from Songs and Tunes of the Wilderness Road by Ralph Lee Smith and Madeline MacNeil:
by Eugene Chadbourne (www. CMT.com)
Old-time fiddler Emmett W. Lundy grew up around music in Grayson County, VA, on land that his family had owned since the 1700s. He began playing the fiddle in his late teens, taking up with an older fellow named Green Leonard, who happened to be an expert on the instrument. Through reconstructed histories of this era, it is evident that Leonard was one of the most highly reputed fiddlers in the area, and would have been somewhere between 65 and 80 years old when Lundy was hanging out with him.
Many of the pieces of music Lundy played and eventually recorded were learned first-hand from Leonard, in a process that required a lot of hanging around and listening. Thus, when Alan and Elizabeth Lomax recorded Lundy in 1941 on behalf of the Library of Congress, what was being documented was actually fiddle music dating back to the turn of the 19th century, at least.
Lundy was always an excellent musician, but never attempted to make a living with his music. He liked to play to entertain himself. For example, he got into the habit of taking down the fiddle after supper was finished, a practice he continued to enjoy into his old age. He worked mostly as a farmer, but by no means exclusively. He was also employed as a blacksmith, a violin and watch repairman, and a dentist, although he just referred to it as “pulling teeth.”
Playing the fiddle itself might have been a bit like pulling teeth for Lundy in the beginning, since playing a musical instrument went against the religious upbringing he had received as a member of the Primitive Baptist Church. The so-called “devil’s box” may not have scorched Lundy’s fingers, but the religious pressure might have been one reason he didn’t pursue a career playing at dances. He did make it to early fiddle contests, though, and is reputed to have won the first prize ever presented at a Galax fiddle contest, namely a ten-dollar gold piece.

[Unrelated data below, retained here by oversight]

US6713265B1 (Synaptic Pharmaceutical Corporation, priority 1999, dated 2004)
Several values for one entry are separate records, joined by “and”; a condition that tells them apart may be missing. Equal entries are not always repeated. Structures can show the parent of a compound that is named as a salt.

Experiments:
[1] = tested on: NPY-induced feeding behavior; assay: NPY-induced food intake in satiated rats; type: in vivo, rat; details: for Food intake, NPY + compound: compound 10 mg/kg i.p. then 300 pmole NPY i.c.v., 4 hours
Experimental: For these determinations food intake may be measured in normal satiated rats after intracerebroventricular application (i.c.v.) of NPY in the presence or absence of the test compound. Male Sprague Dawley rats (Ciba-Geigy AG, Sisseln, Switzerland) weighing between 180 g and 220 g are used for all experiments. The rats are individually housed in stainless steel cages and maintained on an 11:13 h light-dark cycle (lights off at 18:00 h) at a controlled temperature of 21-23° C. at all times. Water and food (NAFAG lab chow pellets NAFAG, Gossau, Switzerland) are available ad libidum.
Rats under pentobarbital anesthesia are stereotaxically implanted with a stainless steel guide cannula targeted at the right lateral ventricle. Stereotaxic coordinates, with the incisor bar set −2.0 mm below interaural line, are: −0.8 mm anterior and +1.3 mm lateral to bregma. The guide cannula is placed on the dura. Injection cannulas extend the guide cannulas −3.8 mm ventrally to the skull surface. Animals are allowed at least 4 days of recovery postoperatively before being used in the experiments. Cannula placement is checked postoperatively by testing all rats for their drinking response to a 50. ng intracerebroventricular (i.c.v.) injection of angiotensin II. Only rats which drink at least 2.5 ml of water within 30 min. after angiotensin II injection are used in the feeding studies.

Lundy never performed with a band, but did collaborate on music at home with several other fiddlers who lived nearby, Isom and Fielden Rector. He also played with Crockett Ward, who was a member of a band called the Bogtrotters. Another member of this group, guitarist Eck Dunford, also used to get involved with these sessions, rumored to have sometimes lasted up to 48 hours. Dunford was the first guitarist to have the chops to back Lundy up on fiddle tunes.
Lundy’s only venture into professional music was a collaboration with the best-known of the Grayson County old-time players, the much younger guitarist and harmonica player Ernest V. Stoneman. This duo recorded several songs for Okeh, Lundy’s only contribution to the so-called hillbilly music genre, but apparently mixed so badly that the fiddler lost interest in recording his music completely. Maybe he just didn’t have the time. He raised 14 children, the family raising everything it ate as well as tending orchards. Music was of course part of the scene and passed along to the children.
When the Lomaxes recorded Lundy, sons Kelly J. Lundy and Geedy Lundy provided accompaniment on guitar and banjo respectively. These recordings were reissued by the String label as Fiddle Tunes From Grayson County, Virginia, featuring almost two dozen samples from the historic Lundy repertoire. The fiddler continued passing this material along to many other younger players who studied with him, including Charlie Higgins.